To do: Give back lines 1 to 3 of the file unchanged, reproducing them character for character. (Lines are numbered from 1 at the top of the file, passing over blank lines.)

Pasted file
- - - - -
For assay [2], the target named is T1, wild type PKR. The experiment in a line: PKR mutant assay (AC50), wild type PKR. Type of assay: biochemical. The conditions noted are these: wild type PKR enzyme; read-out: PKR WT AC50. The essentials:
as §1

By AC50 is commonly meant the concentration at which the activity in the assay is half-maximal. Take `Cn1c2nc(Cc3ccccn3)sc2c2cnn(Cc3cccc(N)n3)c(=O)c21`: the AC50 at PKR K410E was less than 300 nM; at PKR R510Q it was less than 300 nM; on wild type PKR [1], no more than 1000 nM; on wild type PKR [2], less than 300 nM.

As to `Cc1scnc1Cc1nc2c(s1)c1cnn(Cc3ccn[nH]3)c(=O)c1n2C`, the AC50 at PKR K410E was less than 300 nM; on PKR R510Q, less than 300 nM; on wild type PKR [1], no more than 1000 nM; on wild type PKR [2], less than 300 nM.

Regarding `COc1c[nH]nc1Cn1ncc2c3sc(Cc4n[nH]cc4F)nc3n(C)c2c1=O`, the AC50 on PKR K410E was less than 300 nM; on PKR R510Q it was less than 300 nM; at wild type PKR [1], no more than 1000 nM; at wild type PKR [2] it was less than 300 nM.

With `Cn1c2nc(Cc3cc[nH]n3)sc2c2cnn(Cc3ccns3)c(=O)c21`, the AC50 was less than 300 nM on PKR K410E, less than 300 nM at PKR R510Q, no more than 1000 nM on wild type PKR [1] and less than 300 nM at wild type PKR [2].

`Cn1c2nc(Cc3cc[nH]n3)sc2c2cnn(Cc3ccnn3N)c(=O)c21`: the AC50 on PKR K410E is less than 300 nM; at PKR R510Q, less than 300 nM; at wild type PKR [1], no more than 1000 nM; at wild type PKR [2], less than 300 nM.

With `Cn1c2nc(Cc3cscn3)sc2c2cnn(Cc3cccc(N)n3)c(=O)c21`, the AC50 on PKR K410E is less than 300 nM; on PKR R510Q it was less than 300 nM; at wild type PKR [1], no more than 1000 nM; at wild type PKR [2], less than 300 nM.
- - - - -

For assay [2], the target named is T1, wild type PKR. The experiment in a line: PKR mutant assay (AC50), wild type PKR. Type of assay: biochemical. The conditions noted are these: wild type PKR enzyme; read-out: PKR WT AC50. The essentials:
as §1

By AC50 is commonly meant the concentration at which the activity in the assay is half-maximal. Take `Cn1c2nc(Cc3ccccn3)sc2c2cnn(Cc3cccc(N)n3)c(=O)c21`: the AC50 at PKR K410E was less than 300 nM; at PKR R510Q it was less than 300 nM; on wild type PKR [1], no more than 1000 nM; on wild type PKR [2], less than 300 nM.